The Opinionated Psoas, Part 3

By Thomas Myers

Illustrations by Andrew Mannie

Originally published in Massage Bodywork magazine, June/July 2001.
Copyright 2003. Associated Bodywork and Massage Professionals. All rights reserved.

This is the third in a series of articles about the actions of the psoas and the complex of muscles around it. In the first round, we thought about whether the psoas is a medial or a lateral rotator of the femur (it isn't). In the second, we considered whether the psoas was a lumbar flexor, or extensor (it is). This time, we turn to the question of what can happen if the psoas is shorter on one side than the other. Once again, we must give you fair warning that the ideas put forward in this series are speculative, and designed to encourage your thinking and experimentation. They are not necessarily scientifically confirmed or agreed on by all workers in the field. The final word is not in on these issues, so take the following with a grain of salt.

An idea put forward by a number of people is that unilateral psoas imbalance is an active participant (and in some cases the cause) of some thoracico-lumbar spinal rotations. We want to tease out a few distinctions for this generalized statement, examine the process by which it might happen, and then point to some treatment options implicated by the arguments.

FIG. 2: At the thoracico-lumbar junction (T12), there is a sudden and important change in orientation of the spinal facet joints from sagittal below to coronal above.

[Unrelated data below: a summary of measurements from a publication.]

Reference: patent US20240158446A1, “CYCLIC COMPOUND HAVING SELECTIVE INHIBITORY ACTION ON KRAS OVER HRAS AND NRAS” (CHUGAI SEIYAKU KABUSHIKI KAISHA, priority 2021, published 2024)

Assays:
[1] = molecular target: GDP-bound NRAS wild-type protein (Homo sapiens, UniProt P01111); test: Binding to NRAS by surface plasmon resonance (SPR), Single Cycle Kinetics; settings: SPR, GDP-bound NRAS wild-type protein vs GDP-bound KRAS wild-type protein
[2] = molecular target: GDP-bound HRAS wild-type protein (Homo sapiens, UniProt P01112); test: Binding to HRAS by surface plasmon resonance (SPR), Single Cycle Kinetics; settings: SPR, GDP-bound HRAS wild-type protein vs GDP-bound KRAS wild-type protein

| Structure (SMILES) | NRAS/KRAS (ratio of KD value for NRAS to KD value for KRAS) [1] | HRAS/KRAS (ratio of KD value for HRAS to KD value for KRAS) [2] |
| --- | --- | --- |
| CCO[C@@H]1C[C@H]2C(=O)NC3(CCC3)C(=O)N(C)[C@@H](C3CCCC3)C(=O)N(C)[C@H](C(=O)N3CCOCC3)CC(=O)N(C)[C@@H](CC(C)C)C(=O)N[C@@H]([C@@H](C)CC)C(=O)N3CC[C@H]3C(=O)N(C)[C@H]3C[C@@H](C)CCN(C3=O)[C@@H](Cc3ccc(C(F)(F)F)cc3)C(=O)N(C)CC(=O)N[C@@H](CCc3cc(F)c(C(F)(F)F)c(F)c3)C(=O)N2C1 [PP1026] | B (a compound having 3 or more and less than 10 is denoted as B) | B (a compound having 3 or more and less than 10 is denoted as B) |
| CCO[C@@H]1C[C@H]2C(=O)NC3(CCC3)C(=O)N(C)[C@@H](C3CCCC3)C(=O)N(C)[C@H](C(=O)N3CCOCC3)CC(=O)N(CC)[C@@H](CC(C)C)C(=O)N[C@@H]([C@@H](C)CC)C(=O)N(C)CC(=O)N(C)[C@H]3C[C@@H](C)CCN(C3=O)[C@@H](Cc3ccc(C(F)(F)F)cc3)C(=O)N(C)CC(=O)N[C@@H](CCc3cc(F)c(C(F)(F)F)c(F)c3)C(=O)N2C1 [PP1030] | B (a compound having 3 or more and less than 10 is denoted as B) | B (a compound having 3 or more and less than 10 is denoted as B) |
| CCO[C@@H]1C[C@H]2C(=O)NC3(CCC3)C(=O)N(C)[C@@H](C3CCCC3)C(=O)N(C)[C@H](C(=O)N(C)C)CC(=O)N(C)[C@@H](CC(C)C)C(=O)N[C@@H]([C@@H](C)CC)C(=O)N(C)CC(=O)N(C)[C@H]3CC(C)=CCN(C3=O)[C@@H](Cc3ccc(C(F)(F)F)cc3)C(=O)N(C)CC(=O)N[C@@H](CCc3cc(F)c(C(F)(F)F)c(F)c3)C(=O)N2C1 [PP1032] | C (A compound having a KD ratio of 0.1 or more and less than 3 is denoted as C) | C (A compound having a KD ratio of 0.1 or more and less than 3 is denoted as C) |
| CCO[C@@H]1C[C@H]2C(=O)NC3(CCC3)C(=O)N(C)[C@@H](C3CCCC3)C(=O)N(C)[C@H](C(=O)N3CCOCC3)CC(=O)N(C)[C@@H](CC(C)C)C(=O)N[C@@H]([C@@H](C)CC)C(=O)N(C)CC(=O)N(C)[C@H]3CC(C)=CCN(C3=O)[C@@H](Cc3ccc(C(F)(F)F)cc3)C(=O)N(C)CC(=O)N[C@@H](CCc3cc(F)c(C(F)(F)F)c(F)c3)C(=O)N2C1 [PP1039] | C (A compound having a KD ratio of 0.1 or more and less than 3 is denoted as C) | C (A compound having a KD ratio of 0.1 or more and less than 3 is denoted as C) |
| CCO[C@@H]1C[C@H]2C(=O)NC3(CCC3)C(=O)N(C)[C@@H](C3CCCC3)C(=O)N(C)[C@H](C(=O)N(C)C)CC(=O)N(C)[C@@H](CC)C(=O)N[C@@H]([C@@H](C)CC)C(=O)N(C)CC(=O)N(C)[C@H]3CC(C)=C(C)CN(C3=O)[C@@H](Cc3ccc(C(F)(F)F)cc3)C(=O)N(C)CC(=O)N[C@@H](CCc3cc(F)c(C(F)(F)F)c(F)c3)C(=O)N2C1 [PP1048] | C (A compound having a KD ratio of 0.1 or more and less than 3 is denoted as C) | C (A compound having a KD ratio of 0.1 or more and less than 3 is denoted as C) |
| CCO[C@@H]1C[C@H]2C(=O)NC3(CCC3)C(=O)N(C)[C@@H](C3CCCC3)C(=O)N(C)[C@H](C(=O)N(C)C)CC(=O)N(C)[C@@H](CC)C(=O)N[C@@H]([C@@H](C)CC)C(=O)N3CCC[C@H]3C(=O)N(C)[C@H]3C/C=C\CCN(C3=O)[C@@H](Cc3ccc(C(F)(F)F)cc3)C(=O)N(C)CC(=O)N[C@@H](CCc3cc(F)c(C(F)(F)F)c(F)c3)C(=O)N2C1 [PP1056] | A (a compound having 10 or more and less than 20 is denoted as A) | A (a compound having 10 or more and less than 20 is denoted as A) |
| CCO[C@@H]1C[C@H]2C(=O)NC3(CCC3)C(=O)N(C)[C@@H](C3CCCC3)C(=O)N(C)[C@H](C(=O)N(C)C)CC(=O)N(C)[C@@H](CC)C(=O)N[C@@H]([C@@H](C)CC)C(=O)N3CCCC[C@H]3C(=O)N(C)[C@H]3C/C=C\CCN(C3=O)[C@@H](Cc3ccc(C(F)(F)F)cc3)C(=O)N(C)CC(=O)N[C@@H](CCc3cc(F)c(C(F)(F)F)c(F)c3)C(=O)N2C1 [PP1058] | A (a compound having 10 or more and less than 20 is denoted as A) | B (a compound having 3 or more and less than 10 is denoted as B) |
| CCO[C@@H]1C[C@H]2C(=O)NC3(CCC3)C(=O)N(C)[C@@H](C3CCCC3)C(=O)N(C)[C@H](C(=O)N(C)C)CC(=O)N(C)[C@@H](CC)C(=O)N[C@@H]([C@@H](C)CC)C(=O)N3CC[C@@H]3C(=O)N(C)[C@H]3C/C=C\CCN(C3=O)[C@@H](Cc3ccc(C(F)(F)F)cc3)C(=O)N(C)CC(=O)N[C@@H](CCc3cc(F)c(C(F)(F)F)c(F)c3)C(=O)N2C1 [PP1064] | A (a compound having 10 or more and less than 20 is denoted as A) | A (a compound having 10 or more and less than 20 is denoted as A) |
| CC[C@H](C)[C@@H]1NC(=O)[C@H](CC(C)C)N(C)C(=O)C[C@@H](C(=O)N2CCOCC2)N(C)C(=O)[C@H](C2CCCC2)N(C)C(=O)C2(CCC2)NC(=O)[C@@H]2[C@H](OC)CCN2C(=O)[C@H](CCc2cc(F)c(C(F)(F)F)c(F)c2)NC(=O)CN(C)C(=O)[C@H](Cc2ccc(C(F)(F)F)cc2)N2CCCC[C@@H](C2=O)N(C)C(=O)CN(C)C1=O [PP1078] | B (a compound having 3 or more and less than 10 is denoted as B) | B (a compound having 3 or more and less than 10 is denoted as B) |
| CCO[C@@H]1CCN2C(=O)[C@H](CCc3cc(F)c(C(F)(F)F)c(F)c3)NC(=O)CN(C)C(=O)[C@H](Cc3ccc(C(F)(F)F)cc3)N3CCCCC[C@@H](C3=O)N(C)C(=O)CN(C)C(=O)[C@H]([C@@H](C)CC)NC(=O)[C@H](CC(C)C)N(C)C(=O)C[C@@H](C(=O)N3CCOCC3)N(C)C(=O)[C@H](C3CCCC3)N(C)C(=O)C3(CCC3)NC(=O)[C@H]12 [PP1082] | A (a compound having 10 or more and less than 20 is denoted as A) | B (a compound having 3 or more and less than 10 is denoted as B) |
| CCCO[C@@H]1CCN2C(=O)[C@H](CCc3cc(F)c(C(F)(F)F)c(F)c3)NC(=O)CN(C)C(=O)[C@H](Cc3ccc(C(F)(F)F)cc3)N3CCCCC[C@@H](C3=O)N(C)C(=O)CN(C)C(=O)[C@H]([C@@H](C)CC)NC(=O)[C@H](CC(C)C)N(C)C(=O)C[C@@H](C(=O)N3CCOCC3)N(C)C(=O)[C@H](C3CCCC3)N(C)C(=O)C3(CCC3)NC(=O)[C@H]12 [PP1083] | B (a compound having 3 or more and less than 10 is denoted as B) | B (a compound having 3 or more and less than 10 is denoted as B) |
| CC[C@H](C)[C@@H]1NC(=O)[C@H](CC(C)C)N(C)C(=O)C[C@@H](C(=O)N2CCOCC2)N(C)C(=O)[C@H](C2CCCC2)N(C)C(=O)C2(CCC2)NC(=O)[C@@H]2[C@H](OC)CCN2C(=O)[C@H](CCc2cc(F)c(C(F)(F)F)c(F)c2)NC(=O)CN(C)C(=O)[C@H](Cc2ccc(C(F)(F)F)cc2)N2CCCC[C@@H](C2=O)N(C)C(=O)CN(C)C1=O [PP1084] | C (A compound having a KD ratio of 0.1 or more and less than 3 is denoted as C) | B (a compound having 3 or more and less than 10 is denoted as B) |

The first thing we need to note is there are a number of types of spinal rotation. At its worst, postural spinal rotation is termed scoliosis, but there are a number of rotational patterns that are less severe. In fact, in my own practice I have yet to see anyone in 25 years who does not have at least some minor form of mid-spinal rotation. It is a commonplace pattern, but not all these patterns qualify as a scoliosis. The milder forms are functional (scoliotic behavior), not really structural (i.e., where there have been changes to the shape of the facets or ankylosing of the joints). True idiopathic scoliosis is a difficult and complex pattern that can require medical intervention. It is the milder form of functional spinal rotations that are more amenable to being eased and lengthened through manipulation, and it is those milder rotations which are under discussion here.1

In examining these functional rotations, we need to know a little bit about the spine first. Each spinal vertebra has three joints with each of its adjoining vertebra: the cartilaginous joint of the disc which joins the vertebral bodies in the front, and two small synovial facet joints from the neural arch in the back -- the ones that pop when you stretch or adjust your back. The discs allow all kinds of movement, since they are essentially tough water balloons separating the bodies. But the articular facets of the joints in back overlap each other like shingles, and therefore they tend to allow some movements and disallow others. The lumbar facets lie mostly in the sagittal plane, and therefore they allow flexion-extension and side-bending, but only a little bit of rotation. The thoracic facets lie mostly in the frontal plane, so they allow a good deal of rotation, but only a little flexion-extension.

Psoas-Induced Rotation